|Drug Holiday Was a Bad Move?
Oct 27, 2004
After almost ten years of strong drug compliance I began taking meds erratically in March this year and decided on my own to stop them altogether to see how things would go. My labs were marginally off in May and today, October 14, were much worse than expected.
I'm disappointed that this didn't go better. A lot of people I know who are poz seem to maintain their numbers without drug therapy easily. I know not to attach my sense of well-being to lab results, but it's very hard to accept being dependent on meds when others around me don't seem to need them.
My viral load has increased from undetectable to 78,000 in eight months. My cell count is down to 117 from 240. I am going back on the original medication plan this week, so other than obvious need to do that I'd like to hear what you think about this: Mis-steps in stopping medication, the ability to regain lost ground after doing so, and renewed feelings that this isn't something a person can ignore or solve by being optimistic or wanting it to be less important.
Thank you Dr. Sherer.
Response from Dr. Sherer
Results from treatment interruption trials have been disappointing in general, and, with a couple of exceptions, the practice has fallen into disfavor.
One exception is 'CD4-guided' treatment discontinuation, a practice chosen when an individual with prolonged viral loads below detection and CD4 cells above 350-500 cells/ml. In this situation, some doctors and patients have chosen to withdraw therapy - temoporarily - until the T cells again fall to the 350 range. Patients who tend to do poorly with this strategy, i.e. who experience a rapid fall in T cells and high viral loads, are those who had more advanced disease when they started ART, i.e. < 200 CD4 cells and higher viral loads. Sill, in some series most patients with this strategy have been able to stay off meds for a year or more. In 90%+ of patients using this strategy, resumption of the same therapy they were on when they stopped ART resulted in prompt return to good viral load control and gradual CD4 cell rises back to their original levels.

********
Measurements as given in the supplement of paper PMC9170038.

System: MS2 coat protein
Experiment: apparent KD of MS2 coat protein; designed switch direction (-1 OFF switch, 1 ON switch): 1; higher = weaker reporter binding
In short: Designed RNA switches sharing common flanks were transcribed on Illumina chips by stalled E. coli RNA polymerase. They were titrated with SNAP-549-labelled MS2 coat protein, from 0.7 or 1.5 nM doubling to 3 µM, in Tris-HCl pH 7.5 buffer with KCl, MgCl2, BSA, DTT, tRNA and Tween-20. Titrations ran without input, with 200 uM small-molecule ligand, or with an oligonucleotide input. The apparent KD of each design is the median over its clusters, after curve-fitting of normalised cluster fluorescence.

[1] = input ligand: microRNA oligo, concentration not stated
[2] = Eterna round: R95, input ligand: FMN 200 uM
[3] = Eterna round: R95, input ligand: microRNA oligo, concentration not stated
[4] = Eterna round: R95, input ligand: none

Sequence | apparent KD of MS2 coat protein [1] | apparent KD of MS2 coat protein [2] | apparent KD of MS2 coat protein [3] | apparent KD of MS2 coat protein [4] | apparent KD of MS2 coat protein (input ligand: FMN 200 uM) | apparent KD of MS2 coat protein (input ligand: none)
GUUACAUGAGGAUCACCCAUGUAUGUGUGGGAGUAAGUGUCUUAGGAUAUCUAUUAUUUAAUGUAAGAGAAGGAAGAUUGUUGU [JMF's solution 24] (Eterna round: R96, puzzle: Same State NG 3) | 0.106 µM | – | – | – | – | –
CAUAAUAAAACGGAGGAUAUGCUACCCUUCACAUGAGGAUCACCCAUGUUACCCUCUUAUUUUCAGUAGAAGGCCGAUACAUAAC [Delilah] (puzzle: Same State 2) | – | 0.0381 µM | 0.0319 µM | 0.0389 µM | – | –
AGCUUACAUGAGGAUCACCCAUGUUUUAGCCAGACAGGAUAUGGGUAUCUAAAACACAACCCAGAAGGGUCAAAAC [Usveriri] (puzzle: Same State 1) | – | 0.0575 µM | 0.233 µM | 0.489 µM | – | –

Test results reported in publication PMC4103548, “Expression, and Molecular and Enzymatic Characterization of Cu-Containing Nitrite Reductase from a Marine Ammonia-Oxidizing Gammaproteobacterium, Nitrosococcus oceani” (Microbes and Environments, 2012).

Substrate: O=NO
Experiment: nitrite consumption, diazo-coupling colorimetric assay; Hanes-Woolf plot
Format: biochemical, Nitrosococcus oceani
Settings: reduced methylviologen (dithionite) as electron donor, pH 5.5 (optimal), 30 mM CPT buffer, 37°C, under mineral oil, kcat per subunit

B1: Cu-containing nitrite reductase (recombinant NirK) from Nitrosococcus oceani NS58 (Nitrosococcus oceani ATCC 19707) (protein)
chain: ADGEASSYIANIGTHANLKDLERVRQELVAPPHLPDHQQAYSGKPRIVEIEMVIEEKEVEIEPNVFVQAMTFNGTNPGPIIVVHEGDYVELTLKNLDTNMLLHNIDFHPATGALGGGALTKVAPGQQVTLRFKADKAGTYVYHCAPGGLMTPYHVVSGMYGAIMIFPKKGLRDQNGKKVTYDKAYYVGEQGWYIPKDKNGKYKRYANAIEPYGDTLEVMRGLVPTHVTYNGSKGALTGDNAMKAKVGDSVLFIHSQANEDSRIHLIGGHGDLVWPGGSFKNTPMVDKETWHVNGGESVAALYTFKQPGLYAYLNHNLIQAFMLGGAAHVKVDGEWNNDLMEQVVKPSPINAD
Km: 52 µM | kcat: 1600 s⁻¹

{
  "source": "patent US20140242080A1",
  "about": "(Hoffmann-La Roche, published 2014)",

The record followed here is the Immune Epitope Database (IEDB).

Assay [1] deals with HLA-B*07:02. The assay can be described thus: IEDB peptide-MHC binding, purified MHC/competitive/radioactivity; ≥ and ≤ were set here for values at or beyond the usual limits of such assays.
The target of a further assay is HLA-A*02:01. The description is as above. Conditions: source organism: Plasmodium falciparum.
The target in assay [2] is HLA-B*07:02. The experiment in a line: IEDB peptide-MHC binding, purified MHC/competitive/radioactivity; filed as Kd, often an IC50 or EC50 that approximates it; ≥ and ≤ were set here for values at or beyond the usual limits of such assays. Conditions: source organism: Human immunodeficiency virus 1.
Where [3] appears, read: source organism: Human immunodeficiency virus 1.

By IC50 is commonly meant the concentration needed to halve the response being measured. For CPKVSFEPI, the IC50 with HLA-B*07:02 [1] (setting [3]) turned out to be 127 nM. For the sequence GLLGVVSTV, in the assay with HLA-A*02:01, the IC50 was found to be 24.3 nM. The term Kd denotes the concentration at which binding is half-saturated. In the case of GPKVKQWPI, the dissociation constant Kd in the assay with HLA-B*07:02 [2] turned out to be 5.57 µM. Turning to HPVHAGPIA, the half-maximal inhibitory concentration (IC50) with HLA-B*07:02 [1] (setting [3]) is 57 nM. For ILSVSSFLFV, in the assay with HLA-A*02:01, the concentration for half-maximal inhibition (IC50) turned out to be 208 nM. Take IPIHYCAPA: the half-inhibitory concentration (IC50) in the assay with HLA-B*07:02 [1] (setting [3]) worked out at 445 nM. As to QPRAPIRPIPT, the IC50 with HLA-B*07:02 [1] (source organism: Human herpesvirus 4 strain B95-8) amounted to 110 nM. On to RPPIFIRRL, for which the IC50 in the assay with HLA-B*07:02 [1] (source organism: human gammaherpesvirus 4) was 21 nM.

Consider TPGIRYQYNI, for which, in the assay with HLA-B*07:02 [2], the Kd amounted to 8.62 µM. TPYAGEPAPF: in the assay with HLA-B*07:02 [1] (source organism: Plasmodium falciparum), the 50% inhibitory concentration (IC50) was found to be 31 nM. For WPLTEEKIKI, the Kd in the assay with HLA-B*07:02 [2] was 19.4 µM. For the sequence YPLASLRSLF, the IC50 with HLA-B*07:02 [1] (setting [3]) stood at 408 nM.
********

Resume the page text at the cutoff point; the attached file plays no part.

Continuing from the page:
I lack the information that I would need to comment reliably on your situation, i.e. how low were your T-cells when you started? (? 240), and what was their lowest ever level?, as well your highest viral load before therapy?. If you started at 240 cells, then I would have tried to discourage you from stopping therapy, as you had little margin of error to observe the rate of CD4 decline. In fact, the clearest results from treatment interruption trials is that they may be harmful in people with the most advanced disease who are heavily treatment-experienced, as further lowering of T cells and AIDS-defining opportunistic infections have been observed.
Still, you have some reasons to be optimistic about the likelihood of a good response to the regimen you were on when you stopped, given the above information.
The other concern, however, is that you said your adherence was 'erratic' last March. How long did that pattern last? You may be at risk for resistance to the same regimen due to that period, in which case you may not have an optimal response with resumption of ART. You and your doctor will have to decide whether you want to start the same regimen and measure your progress closely, including obtaining a genotype, if it appears to be sub-optimal.
As usual, I urge you to talk about all of this with your doctor and plan your next strategy. Also, be careful about comparing your situation to others with HIV - this is not a good idea. There is considerable individual variability in the natural history of HIV and the response to therapy. Though its helpful to know as much as possible about HIV disease, it is less important for you to know another individual's course and to compare it to yours than it is to understand and deal with your situation, all in discussion with your doctor.
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